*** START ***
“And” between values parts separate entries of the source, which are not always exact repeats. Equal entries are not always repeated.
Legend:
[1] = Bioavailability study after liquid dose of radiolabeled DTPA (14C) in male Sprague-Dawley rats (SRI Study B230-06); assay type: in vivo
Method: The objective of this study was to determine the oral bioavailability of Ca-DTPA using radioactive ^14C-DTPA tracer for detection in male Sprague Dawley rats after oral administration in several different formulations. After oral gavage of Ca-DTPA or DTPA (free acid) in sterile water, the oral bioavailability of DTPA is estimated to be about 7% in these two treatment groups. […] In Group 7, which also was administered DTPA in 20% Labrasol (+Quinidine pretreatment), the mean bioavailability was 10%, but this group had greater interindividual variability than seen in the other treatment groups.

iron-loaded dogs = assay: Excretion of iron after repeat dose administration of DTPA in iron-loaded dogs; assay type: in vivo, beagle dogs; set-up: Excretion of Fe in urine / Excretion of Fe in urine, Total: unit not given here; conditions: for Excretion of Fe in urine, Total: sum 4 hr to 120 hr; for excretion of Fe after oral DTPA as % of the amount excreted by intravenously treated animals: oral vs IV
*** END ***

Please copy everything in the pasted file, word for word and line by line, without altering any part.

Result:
“And” between values parts separate entries of the source, which are not always exact repeats. Equal entries are not always repeated.
Legend:
[1] = Bioavailability study after liquid dose of radiolabeled DTPA (14C) in male Sprague-Dawley rats (SRI Study B230-06); assay type: in vivo
Method: The objective of this study was to determine the oral bioavailability of Ca-DTPA using radioactive ^14C-DTPA tracer for detection in male Sprague Dawley rats after oral administration in several different formulations. After oral gavage of Ca-DTPA or DTPA (free acid) in sterile water, the oral bioavailability of DTPA is estimated to be about 7% in these two treatment groups. […] In Group 7, which also was administered DTPA in 20% Labrasol (+Quinidine pretreatment), the mean bioavailability was 10%, but this group had greater interindividual variability than seen in the other treatment groups.

iron-loaded dogs = assay: Excretion of iron after repeat dose administration of DTPA in iron-loaded dogs; assay type: in vivo, beagle dogs; set-up: Excretion of Fe in urine / Excretion of Fe in urine, Total: unit not given here; conditions: for Excretion of Fe in urine, Total: sum 4 hr to 120 hr; for excretion of Fe after oral DTPA as % of the amount excreted by intravenously treated animals: oral vs IV